The race to replace City Councilman Tony Avella (D-Bayside) turned nasty in its final week before Election Day as accusations of racism and campaign sign tampering flew from the two candidate’s campaigns.
The campaign has taken its twists and turns ever since Bayside Democrat Kevin Kim, the former deputy director of community affairs for U.S. Rep. Gary Ackerman (D-Bayside), defeated his five opponents in the Sept. 15
Democratic primary and moved ahead to face Republican Dan Halloran, an Auburndale attorney.
Shortly after the primary, a Queens Tribune article detailed Halloran’s participation in a pre-Christian pagan religion. The Queens County Republican party criticized the article and Halloran’s campaign pointed out that the Tribune was founded by Ackerman and that its sister company was involved in Kim’s campaign.
In mid-October, two volunteers for Kim filed complaints with the 109th Precinct that they had been harassed by a group of youths who threw a football at them and referred to Halloran. Kim’s campaign did not go as far to suggest that the youths played any role in Halloran’s campaign.
But the contest became even more heated in its final week after Kim and a group of high-profile Queens Democrats stood in front of Borough Hall in Kew Gardens Monday to denounce a Halloran campaign mailer they contended was racially divisive. On Tuesday, Halloran’s campaign staff held a news conference at which they accused the Kim campaign of tearing down Halloran’s campaign signs in northeast Queens.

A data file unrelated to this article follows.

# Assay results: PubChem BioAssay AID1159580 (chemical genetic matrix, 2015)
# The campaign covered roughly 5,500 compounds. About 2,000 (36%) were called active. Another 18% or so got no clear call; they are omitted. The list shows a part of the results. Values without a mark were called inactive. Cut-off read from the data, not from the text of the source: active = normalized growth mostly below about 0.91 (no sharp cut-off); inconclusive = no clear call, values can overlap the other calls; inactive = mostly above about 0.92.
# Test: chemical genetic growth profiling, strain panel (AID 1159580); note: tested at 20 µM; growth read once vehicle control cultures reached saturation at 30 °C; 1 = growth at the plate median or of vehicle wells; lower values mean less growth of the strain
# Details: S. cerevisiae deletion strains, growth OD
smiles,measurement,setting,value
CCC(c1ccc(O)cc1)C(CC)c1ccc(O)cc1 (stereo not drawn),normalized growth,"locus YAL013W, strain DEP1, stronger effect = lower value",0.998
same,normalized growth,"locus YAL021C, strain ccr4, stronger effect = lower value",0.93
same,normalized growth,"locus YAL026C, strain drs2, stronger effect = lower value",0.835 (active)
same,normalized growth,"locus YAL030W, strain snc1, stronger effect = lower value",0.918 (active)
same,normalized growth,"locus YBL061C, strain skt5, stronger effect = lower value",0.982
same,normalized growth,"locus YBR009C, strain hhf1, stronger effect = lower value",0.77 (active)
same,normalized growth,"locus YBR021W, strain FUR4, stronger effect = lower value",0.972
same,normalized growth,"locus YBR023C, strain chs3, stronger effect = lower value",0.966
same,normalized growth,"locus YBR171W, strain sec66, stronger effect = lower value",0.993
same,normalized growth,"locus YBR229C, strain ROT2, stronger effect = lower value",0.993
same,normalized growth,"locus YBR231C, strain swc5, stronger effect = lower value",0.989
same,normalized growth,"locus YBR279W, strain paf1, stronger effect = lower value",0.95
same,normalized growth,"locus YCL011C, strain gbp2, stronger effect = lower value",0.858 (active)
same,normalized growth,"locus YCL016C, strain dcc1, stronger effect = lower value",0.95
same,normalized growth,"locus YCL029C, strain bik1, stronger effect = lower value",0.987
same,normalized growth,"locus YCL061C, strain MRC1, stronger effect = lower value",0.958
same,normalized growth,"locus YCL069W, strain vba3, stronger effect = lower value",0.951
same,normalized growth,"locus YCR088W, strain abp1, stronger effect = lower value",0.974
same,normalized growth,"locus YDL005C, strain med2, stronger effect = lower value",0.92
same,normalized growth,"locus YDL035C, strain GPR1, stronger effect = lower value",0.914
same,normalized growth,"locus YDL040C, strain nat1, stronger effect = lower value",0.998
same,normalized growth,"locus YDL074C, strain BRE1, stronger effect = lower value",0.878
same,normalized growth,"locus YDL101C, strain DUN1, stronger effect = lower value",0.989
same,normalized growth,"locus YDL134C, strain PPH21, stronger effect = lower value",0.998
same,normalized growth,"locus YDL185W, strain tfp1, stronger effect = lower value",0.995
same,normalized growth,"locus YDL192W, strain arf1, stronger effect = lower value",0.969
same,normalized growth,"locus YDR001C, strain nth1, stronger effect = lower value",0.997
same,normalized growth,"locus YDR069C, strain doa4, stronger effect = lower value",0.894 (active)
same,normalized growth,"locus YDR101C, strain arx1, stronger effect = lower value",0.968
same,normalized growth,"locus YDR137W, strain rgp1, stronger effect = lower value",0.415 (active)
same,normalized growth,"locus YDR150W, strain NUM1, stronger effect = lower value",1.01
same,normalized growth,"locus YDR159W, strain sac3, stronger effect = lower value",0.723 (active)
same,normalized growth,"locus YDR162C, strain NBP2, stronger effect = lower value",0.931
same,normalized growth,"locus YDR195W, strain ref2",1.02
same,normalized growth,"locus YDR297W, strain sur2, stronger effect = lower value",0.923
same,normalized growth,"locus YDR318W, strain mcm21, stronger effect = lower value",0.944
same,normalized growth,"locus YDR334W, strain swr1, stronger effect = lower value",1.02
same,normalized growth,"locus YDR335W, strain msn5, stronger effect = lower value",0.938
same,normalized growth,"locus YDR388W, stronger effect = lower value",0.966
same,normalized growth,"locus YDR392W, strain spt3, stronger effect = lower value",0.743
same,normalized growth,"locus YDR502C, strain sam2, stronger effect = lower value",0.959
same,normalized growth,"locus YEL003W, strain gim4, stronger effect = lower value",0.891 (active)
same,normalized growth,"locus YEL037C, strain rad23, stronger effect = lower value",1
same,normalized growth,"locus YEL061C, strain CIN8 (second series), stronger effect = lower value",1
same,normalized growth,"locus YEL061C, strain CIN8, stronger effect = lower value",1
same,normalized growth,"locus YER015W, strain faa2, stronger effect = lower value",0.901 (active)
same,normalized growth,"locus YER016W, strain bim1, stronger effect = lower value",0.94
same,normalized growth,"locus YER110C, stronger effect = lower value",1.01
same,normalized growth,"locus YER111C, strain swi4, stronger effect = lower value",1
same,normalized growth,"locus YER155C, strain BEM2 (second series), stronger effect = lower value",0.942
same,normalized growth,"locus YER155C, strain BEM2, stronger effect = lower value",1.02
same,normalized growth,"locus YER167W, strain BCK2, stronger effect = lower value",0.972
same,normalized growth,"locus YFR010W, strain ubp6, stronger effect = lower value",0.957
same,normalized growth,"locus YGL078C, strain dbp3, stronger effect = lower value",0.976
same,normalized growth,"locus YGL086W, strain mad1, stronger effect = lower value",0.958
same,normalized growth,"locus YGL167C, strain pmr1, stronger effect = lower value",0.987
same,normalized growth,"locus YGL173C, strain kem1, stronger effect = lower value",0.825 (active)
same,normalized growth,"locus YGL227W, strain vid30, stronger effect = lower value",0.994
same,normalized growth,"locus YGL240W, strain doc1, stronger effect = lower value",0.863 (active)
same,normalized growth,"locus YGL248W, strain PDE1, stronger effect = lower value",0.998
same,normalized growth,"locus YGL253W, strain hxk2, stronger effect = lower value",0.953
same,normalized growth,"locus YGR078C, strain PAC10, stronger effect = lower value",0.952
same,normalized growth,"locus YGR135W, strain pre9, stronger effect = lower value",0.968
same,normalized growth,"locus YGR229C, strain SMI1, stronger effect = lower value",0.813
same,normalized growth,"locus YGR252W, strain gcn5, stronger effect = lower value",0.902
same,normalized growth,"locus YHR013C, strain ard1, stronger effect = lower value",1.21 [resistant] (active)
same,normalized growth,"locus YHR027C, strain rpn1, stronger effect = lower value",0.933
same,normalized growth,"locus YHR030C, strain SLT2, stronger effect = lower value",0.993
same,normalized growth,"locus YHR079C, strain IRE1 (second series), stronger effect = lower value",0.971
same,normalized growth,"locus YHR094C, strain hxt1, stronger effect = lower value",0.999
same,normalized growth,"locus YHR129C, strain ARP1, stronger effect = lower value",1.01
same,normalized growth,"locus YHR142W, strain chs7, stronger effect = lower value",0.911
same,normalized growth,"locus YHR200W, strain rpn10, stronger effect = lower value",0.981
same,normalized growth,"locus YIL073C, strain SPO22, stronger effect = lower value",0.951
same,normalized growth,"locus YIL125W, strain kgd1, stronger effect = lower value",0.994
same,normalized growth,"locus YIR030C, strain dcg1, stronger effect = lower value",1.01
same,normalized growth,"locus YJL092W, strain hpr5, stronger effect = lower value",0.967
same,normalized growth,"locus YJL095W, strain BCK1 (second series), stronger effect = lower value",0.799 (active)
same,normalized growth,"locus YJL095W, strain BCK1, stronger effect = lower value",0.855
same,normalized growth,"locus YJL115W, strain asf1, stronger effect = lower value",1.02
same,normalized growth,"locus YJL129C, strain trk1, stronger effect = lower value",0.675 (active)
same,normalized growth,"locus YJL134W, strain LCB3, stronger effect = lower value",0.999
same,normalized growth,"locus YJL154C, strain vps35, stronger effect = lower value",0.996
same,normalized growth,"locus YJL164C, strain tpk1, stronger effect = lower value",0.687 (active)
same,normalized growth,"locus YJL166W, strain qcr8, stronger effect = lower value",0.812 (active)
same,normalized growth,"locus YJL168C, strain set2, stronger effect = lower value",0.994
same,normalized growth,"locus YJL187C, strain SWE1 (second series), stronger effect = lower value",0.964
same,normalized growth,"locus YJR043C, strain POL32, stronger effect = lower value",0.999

Kim was joined by a bevy of Queens Democratic leaders, including state Sen. Toby Stavisky (D-Whitestone) and Councilman John Liu (D-Flushing) as well as state Assembly members Mark Weprin (D-Little Neck) and Michael Gianaris (D-Astoria), to object to the Halloran mailer.
The piece of campaign literature featured a picture of Kim which had been superimposed on a photo of downtown Flushing, which is predominantly Asian. The mailer read, “Will your community be the next one to be hit by overdevelopment? With Kevin Kim in office, it will be.”
Kim and his supporters said they believed the mailer hinted at an underlying message.
“The message ‘Don’t vote for the Asian guy’ will go down in the annals of history as one of the ugliest campaign slogans,” state Assemblyman Rory Lancman (D-Fresh Meadows) said. “The Republicans have nothing else to offer. So, they should see why they have so few representatives on the City Council.”
But Steven Stites, Halloran’s campaign spokesman, said the mailer’s subject was overdevelopment.
“This is a desperation move,” he said. “He wants to divert the subject because he’s been funded by developers from downtown Flushing.”
In turn, members of Halloran’s campaign accused Kim’s campaign of an “organized effort” to tear down their candidate’s campaign sites in Douglaston and other parts of the district.
Anthony Carollo, a former city police officer who acts as a security consultant to Halloran’s campaign, said a number of Halloran’s campaign signs had been sliced with box cutters last weekend.
“We are demanding to meet with the inspector of the 111th Precinct,” he said. “God forbid a homeowner confronts one of these people with a box cutter. Homeowners are afraid to file a complaint. They don’t know if this is a gang.”
Michael Tobman, a spokesman for Kim’s campaign, said they were baffled by the accusation.
“We actually have no idea what they’re talking about,” Tobman said. “The Halloran campaign stopped making sense about a week ago. Someone please tell them to stop.”
Reach reporter Nathan Duke by e-mail at firstname.lastname@example.org or by phone at 718-229-0300, Ext. 156.
©2009 Community News Group
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